Area Forecast Discussion
Issued by NWS Louisville, KY
FXUS63 KLMK 071019
AREA FORECAST DISCUSSION
NATIONAL WEATHER SERVICE LOUISVILLE KY
619 AM EDT Tue Jul 7 2015
Issued at 618 AM EDT Tue Jul 7 2015
Updated the forecast this morning, mainly to up pops given the
convection that has developed out to the west. This initial round
of storms will push through the region during the morning hours,
bringing mainly a heavy rain threat. It remains to be seen how much
recovery will take place in the wake of this activity this
afternoon, but think central and southern KY stand the best chance
to see 1000-2000 J/kg of MLCAPE build by the afternoon
hours. This may result in a stronger storm or two in this area this
afternoon into the evening, but still think any organized severe
threat is quite low given the reasons mentioned in the short term
discussion. The main threat today will likely be torrential rainfall
and perhaps some localized flooding. Updated products already out.
.SHORT TERM (Now through Wednesday)...
Issued at 315 AM EDT Mon Jul 6 2015
The synoptic pattern early this morning features generally zonal
flow across the Ohio Valley. This regime will allow for a shortwave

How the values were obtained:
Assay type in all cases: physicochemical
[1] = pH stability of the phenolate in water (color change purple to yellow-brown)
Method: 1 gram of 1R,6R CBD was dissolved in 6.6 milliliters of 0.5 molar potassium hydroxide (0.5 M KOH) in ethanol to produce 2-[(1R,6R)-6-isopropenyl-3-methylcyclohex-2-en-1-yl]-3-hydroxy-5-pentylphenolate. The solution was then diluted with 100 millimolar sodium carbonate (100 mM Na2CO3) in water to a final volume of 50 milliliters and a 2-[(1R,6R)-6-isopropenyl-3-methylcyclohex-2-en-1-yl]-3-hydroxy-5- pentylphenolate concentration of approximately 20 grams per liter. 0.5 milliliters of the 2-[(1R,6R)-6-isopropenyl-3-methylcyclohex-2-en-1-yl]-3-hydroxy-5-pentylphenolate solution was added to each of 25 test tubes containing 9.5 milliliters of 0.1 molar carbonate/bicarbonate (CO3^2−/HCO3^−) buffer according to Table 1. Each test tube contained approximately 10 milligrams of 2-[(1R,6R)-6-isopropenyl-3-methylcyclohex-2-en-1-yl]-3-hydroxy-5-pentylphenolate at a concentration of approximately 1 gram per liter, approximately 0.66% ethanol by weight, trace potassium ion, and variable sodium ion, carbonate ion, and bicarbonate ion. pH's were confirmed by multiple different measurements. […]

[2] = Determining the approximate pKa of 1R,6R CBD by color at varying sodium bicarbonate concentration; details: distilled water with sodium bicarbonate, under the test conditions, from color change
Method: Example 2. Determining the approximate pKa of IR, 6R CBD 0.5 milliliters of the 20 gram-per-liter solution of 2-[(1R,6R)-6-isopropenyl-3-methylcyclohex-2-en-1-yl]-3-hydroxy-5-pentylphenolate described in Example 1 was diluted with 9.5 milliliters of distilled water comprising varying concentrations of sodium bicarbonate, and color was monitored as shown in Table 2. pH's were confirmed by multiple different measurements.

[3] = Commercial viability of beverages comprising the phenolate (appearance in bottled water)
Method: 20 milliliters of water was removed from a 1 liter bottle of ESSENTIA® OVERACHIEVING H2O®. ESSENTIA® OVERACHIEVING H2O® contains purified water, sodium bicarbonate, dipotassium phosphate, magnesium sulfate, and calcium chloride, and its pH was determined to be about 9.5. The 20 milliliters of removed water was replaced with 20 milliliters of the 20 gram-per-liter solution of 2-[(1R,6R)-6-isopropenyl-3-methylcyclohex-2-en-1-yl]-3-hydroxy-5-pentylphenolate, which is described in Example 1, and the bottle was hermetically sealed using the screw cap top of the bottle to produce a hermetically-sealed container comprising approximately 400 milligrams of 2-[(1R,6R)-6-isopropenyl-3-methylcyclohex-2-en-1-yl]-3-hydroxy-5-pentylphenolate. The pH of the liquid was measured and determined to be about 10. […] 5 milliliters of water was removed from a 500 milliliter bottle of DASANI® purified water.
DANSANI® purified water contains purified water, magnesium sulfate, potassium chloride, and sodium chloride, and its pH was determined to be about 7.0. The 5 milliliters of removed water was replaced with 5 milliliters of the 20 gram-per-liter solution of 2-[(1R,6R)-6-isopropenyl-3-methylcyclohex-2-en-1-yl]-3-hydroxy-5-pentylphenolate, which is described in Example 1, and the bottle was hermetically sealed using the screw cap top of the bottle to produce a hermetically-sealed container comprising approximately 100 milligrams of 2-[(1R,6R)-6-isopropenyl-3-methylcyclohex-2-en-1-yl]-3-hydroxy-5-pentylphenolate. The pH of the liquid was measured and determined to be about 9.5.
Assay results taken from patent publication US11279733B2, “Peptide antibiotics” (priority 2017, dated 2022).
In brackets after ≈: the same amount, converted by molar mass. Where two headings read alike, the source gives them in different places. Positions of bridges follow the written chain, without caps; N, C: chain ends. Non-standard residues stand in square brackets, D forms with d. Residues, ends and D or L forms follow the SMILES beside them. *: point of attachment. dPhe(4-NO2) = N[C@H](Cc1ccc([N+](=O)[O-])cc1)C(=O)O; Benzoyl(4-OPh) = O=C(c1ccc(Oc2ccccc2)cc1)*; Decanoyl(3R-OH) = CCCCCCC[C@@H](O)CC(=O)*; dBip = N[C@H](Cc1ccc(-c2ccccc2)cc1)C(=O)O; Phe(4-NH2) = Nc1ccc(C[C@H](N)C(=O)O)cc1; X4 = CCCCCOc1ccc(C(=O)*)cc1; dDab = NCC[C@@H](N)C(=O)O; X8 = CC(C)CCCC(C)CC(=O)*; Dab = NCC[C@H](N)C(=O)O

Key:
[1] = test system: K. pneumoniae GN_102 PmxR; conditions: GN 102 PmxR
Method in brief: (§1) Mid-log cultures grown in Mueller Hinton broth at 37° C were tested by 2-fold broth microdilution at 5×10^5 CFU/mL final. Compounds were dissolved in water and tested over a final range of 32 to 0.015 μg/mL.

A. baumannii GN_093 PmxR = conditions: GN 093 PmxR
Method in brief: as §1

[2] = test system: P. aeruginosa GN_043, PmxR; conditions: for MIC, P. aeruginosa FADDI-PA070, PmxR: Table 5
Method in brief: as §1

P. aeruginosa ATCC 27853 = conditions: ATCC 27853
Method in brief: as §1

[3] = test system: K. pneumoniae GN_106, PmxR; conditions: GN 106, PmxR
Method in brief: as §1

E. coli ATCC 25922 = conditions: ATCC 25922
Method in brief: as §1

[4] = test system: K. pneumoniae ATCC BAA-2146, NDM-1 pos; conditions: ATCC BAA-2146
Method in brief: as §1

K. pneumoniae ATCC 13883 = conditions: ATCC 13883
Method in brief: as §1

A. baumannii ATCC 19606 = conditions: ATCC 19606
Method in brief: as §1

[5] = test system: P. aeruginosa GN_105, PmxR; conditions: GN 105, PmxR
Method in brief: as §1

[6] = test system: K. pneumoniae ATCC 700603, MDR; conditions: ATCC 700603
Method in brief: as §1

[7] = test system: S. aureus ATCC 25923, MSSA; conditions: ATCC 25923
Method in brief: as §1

trough and associated surface cold front to affect the region
through the period, bringing rounds of showers and thunderstorms.
All is quiet across the region early this morning, but this will
likely change as we head towards dawn and beyond. Convection has
already begun to blossom over the past 30 minutes across southeast
MO and southwest KY. This is due to increasing isentropic ascent on
the nose of a 20-30 knot low-level jet. As we head through the
morning hours, this jet will veer into the Ohio Valley, which should
push a round of showers and thunderstorms across central KY and
southern IN mainly during the morning hours into the early afternoon.
The question then becomes whether or not we are able to sufficiently
destabilize in the wake of this morning activity. The latest